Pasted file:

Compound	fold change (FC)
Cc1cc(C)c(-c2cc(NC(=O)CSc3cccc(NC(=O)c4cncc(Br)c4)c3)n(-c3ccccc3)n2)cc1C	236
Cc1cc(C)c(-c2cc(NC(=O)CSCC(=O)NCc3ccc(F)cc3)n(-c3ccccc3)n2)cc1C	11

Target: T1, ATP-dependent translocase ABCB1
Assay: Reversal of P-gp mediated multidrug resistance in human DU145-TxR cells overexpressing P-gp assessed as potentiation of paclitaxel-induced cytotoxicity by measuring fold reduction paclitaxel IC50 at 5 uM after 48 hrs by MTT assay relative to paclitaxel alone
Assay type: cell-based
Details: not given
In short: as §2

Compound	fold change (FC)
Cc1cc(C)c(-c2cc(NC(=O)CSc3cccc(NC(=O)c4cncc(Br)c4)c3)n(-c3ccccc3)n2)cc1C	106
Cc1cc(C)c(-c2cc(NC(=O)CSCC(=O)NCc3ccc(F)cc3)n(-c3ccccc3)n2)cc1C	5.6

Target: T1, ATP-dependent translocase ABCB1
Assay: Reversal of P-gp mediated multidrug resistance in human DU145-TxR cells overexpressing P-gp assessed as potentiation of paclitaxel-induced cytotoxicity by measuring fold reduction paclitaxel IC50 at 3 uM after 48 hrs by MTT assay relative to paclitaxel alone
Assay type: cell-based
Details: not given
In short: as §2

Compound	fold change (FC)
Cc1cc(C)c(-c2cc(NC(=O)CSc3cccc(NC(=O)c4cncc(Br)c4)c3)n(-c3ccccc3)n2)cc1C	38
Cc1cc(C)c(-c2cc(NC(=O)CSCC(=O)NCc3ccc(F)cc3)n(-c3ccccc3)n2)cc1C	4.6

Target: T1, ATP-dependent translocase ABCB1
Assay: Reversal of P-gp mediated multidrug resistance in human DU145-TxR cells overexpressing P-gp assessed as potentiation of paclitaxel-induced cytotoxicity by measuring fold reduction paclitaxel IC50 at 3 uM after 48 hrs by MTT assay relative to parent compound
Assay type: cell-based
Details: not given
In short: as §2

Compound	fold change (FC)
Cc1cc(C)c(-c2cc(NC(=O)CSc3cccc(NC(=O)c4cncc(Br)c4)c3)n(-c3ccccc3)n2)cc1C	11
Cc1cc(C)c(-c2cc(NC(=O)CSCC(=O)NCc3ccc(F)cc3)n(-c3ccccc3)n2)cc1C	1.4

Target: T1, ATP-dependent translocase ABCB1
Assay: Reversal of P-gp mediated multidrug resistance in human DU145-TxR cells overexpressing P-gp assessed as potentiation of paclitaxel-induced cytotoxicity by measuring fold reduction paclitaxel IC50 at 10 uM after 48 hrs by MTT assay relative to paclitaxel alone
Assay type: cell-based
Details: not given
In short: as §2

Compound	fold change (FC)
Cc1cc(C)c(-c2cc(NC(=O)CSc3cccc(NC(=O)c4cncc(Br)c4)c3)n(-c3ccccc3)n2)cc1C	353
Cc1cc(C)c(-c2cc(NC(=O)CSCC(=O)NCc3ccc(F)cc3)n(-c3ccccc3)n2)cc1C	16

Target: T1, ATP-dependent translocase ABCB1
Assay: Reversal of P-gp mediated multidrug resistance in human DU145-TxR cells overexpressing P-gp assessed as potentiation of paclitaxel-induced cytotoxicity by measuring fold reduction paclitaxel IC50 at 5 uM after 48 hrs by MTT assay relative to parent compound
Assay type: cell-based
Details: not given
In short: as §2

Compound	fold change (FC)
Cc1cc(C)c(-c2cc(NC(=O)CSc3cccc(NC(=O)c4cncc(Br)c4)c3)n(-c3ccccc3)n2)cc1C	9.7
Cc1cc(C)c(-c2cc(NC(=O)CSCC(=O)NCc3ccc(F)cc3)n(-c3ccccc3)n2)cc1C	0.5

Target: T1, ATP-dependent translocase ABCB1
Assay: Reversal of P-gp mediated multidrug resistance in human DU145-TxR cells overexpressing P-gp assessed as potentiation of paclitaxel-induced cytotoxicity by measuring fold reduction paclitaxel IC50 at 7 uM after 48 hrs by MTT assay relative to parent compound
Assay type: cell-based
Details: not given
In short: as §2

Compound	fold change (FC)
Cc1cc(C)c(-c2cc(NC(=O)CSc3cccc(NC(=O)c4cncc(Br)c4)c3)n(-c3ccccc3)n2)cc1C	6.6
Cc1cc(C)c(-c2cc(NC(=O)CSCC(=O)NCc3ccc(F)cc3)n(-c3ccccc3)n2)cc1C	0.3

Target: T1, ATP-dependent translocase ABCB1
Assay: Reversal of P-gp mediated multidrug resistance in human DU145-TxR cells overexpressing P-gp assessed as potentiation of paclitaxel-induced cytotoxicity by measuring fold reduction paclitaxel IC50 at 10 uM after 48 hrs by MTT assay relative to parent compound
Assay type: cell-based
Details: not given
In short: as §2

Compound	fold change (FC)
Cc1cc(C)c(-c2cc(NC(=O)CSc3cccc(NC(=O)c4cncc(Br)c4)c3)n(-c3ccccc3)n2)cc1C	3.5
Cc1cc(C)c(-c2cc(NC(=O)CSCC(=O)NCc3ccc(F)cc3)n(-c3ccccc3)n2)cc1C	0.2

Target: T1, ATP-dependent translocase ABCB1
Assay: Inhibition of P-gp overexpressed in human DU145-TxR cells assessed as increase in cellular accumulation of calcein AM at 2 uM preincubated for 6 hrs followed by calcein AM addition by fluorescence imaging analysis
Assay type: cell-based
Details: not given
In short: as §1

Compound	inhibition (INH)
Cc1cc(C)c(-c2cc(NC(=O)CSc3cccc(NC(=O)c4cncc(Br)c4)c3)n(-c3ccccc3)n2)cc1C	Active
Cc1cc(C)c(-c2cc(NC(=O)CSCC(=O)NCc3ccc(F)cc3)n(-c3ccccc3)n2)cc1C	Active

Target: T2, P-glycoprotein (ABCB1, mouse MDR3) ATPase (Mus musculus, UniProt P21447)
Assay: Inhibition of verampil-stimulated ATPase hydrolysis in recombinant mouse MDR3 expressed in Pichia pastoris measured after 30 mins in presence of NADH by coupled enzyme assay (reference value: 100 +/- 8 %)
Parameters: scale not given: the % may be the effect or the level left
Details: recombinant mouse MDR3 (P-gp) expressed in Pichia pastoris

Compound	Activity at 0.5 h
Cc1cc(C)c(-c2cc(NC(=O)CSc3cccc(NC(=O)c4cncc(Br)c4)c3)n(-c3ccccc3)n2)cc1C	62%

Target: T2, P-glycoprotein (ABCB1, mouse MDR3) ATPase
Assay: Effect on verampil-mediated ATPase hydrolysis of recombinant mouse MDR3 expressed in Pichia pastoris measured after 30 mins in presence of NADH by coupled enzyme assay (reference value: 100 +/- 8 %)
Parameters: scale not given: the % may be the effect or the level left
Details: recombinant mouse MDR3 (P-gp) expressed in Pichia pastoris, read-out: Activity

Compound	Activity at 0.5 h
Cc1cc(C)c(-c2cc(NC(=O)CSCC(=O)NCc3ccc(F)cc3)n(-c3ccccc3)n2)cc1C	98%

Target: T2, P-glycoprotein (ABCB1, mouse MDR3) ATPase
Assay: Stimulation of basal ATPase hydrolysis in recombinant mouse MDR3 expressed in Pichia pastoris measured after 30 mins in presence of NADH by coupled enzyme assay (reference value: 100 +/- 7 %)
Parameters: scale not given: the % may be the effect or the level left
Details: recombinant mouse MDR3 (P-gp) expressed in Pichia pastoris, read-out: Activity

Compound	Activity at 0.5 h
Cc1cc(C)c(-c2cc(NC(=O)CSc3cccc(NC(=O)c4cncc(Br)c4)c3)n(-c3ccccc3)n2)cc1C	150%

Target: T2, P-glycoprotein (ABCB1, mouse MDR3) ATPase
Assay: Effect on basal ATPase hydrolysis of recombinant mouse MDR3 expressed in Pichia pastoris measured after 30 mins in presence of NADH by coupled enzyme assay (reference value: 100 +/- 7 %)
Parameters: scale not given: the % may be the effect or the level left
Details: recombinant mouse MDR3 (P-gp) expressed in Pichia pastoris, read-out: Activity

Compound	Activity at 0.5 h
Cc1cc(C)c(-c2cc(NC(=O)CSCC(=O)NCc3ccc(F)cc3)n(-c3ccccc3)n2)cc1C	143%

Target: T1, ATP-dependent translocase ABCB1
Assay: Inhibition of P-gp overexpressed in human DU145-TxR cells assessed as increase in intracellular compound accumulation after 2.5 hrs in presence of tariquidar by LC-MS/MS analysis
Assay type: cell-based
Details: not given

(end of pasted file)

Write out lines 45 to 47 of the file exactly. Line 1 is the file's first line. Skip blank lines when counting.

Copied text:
Assay: Reversal of P-gp mediated multidrug resistance in human DU145-TxR cells overexpressing P-gp assessed as potentiation of paclitaxel-induced cytotoxicity by measuring fold reduction paclitaxel IC50 at 7 uM after 48 hrs by MTT assay relative to parent compound
Assay type: cell-based
Details: not given